Entries Published On February, 2015
In advertising, is not uncommon to perceive art direction as beautification of an ad. The copy-art team sometimes think independently and one adapts to the others’ idea. But when an idea drives the campaign embellished with great art & copy, magic happens. A new campaign for Hard Rock Casino from Canada seems to be that kind – driven by an idea and made better through craft.
Iconic status, brand loyalty based on true love for the brand is a rare in the world of brands. We have a transactional equation with most brands we deal with and aren’t really emotionally attached to them. Except a handful, perhaps. Land Rover is one such brand which has a huge fan following, loyalty and ‘likeability’. But how do these brands strengthen such equations? Of course it starts with a great product and then goes beyond to include great customer experience. Of late, such experiences of the brand arise out of what the brand does and not just what it says in advertising. Take a look at what Land Rover did in New Zealand to strengthen the brand love.
Advertising folks have to contend with vagueness galore. How do you counter ‘there is no wow factor in this film script’? Or ‘mazaa nahi aaya’ (‘that wasn’t much fun’) as reaction to a packaging design? There is no specific, technical term we can use to counter such vague, subjective feedback.
Lovely art direction in these set of ads for Goodyear, highlighting road grip in extreme conditions. I love print ads, especially those with some wit and charm in them. These ads set of aren’t the witty kind but those with fantastic craft in execution.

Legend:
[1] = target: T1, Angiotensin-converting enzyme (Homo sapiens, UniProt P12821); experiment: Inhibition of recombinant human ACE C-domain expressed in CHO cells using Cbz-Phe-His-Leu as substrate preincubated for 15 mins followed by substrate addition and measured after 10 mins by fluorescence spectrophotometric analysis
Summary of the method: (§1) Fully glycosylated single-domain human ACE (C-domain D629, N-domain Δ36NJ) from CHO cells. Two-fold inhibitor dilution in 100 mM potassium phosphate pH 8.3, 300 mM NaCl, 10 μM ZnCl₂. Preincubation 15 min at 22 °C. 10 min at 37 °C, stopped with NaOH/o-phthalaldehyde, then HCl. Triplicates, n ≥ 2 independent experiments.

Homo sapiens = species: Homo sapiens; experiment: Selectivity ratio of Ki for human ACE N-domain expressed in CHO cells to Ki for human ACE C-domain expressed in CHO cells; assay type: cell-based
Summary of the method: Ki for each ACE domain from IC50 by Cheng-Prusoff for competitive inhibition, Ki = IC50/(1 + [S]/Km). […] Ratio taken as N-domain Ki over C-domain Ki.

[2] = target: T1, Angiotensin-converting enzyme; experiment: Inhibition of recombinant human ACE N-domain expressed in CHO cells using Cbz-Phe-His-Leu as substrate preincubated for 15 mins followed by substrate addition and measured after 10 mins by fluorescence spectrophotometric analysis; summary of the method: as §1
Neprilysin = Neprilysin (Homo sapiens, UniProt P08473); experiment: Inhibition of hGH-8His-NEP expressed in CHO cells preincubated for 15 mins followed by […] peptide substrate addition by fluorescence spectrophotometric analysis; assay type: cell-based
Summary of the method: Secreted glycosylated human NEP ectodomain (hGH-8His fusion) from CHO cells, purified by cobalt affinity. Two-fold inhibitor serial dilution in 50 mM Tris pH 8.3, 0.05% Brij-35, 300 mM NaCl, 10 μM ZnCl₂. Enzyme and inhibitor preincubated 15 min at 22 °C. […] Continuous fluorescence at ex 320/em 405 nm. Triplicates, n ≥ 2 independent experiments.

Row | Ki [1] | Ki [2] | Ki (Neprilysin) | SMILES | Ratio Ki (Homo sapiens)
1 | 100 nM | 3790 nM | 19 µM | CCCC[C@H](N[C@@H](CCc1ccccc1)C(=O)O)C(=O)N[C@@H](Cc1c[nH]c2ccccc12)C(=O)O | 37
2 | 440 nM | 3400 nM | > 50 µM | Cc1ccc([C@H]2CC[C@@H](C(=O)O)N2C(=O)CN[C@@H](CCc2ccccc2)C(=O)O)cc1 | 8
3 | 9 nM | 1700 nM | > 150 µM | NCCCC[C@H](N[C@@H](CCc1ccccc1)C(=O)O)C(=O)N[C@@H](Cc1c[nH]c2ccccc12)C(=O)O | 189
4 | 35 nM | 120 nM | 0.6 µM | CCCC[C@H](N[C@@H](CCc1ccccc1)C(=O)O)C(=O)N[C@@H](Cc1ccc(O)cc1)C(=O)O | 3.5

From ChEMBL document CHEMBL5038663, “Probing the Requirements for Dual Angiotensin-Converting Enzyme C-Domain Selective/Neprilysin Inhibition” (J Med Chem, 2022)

BMW is the Official Vehicle of England Rugby. A new ad, Road to Twickenham (the ‘Home of England Rugby’) showcases a drive from a driver’s point of view. Aside from the mesmerising visuals, you cannot but appreciate the awesome sound design. What seems like the sounds made by a vehicle neatly merge into the song Swing Low, Sweet Chariot – England rugby team’s anthem – and then gives way to the crowd roaring we often hear in a stadium in England.
The ‘Be Together. Not the Same’ addresses a critical need for an identity among all of us. We all want to showcase, express who we are and the most personal device we carry with us – the smart phone does just that. Such a proposition appeals to both current users (reinforcing their choice) and potential users – creating doubts about them being unable to ‘stand out’.